Hoarding’s Neglect Quotient (Beyond the Stuff)

Well now, we pretty much understand that the hoarder neglects health, home, space, finances, family, job, friends. Is it possible the people tasked with cleaning up after the hoarder also neglect the same areas of life?

A beautiful red rose that I removed from my mom’s yard and transplanted into my front yard. Beautiful despite my neglect.

Well, I am here to say I have. Factor in the hoarder’s ill health, decline, dementia, confinement, broken bones, hospice, death, funerals, grief, estate settlement, and any mental, physical, emotional, financial malady that can rear its ugly head and you are likely to be neglecting major portions of your life.

There was a time when my roses had a healthy look. The leaves were shiny green. There were no aphids, and buds opened with out blemishes. SwittersB

Those areas of my life that provided me solace, strength, courage, pleasure, peace of mind and heart are severely missing now. The balance of life that keeps us straight and steady is missing. How did that happen? This should be just adding extra bricks on the load of normal life…right?

Such a beautiful rose. The old adage of stopping to smell the roses is so true…even to stop and recognize the beauty. SwittersB

Personal strife, familial strife, ill health, work demands, being in the dark on figuring out legal, home improvements, making power of attorney decisions, making end of life decisions, geeeze….it goes on and on. Much of it is new territory for folks. Sure there are , those that share advice, professionals that waltz in and provide great advice at hundreds of dollars an hour, on line gurus, TV shows and even blogs that share their ordeals.

Gardening has always been a passion of mine. Yet for the last few years I suffer from what I imagine a hoarder deals with…procrastination and/or ‘I’ll get to that later’. Neither the flesh nor the spirit is willing to do the simplest tasks of dead heading, pruning, a little (or a lot of weeding). I took these photo’s so at least I got out to do that. SwittersB

If you are alone handling all this, then seek all the help you can and don’t be too proud to ask. Even if you are part of a ‘team’ it is critical to regroup, assess, critique, even ask where are we headed. Because as you are figuring your capabilities out, don’t be stubborn if you cannot meet certain goals.

Thankfully, some things do survive despite my neglect. SwittersB

With my mom’s house I had a timeline that I had to adhere to and massive debts attached to the house. I ran out of energy, suffered pain. I resisted help. Ultimately I gave into help and then had to resist a sense of failure. I had to adapt and not attach silly pride to the completion of a task that was just too much for my mind and body.

Now with my Aunt’s hoarding mess, the truly hard part is over. The heart break of removing her from her home for medical reasons. The reality of dementia and bitterness. The realization she was never coming home and then the decline and death. The sadness of that sweet little girl in turmoil and addiction withdrawal. Now we need to pace ourselves and we are figuring out volume, value/worth, neighborhood tolerances, marketing, donations and doing all this while neglecting the personal life.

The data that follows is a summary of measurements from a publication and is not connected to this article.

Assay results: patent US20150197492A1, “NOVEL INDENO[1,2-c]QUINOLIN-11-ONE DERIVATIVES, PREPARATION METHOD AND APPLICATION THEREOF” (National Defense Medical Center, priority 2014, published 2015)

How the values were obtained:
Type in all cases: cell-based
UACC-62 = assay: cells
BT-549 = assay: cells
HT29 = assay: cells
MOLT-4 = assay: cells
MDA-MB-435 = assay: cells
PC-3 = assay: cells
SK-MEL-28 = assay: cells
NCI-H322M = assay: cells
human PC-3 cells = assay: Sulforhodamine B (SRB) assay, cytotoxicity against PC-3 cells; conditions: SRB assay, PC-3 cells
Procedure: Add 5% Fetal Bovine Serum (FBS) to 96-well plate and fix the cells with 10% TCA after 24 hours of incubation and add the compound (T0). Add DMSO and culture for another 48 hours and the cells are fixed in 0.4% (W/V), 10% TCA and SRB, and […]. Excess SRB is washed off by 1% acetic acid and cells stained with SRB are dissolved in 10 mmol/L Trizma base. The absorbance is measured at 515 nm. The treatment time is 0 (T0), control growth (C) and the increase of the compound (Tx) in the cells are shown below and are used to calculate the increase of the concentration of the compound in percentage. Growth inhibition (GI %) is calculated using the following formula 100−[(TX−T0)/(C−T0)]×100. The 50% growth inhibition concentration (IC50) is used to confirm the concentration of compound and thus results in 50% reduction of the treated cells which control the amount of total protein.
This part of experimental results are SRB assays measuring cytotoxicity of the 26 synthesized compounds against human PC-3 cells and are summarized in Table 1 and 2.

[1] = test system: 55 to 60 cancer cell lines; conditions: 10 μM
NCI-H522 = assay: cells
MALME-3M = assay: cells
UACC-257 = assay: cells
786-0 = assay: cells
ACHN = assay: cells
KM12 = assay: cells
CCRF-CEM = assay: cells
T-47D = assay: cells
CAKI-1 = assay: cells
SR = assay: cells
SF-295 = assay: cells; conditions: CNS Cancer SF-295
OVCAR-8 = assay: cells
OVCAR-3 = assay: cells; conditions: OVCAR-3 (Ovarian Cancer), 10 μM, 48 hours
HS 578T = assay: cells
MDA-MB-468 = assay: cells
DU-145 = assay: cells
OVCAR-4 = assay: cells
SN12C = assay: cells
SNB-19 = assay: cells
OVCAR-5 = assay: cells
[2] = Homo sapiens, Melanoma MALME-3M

Our home is in need of a deep cleaning. Our yard is sad and has been for the last three years. Our health is in limbo and frankly all of the Team has a tendency toward intense focus and plowing ahead to get it done, but at the neglect of the bigger picture. Then we all stand up, moan from our collective pains and notice that our personal lives are in need of repairs, a new coat of paint, extreme power washing.

So, to summarize my wanderings….while you deal with the neglect and accumulations of the hoarder realize how vulnerable you are to neglecting your own life while you struggle to figure out that hoarding puzzle. Reassess often. As you look at the hoarding mess…also, stand aside once in awhile and look over your shoulder to make sure your own life is in order.

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3 thoughts on “Hoarding’s Neglect Quotient (Beyond the Stuff)

  1. Such a thoughtful post. I doubt that any who read it will not recognize this malady in some form or another in their own lives. It’s the old story of putting on your own oxygen mask first so that you may help those around you.

    Keep chugging along……

  2. Gary, you have the makings of a very interesting book. Your journey with your beloved ladies, and the realizations you have come to along the way are inspirational ( I always hesitate to use that word, as it gets over used) and compelling to read.
    Your pictures are part of the story, and should be included. You write with such compassion, I have mentioned this before, and you are also a natural writer, possibly because the subject matter is so near to your heart.

    Keep writing, I will keep reading.

  3. Tish

    Your roses are beautiful. I’m glad you got a chance to really look at them, even if it was only for 5 minutes. The beauty of resilient plants is that they wait patiently until you can return to them. Remember – neither they nor you need to be perfect to bring joy to the world.

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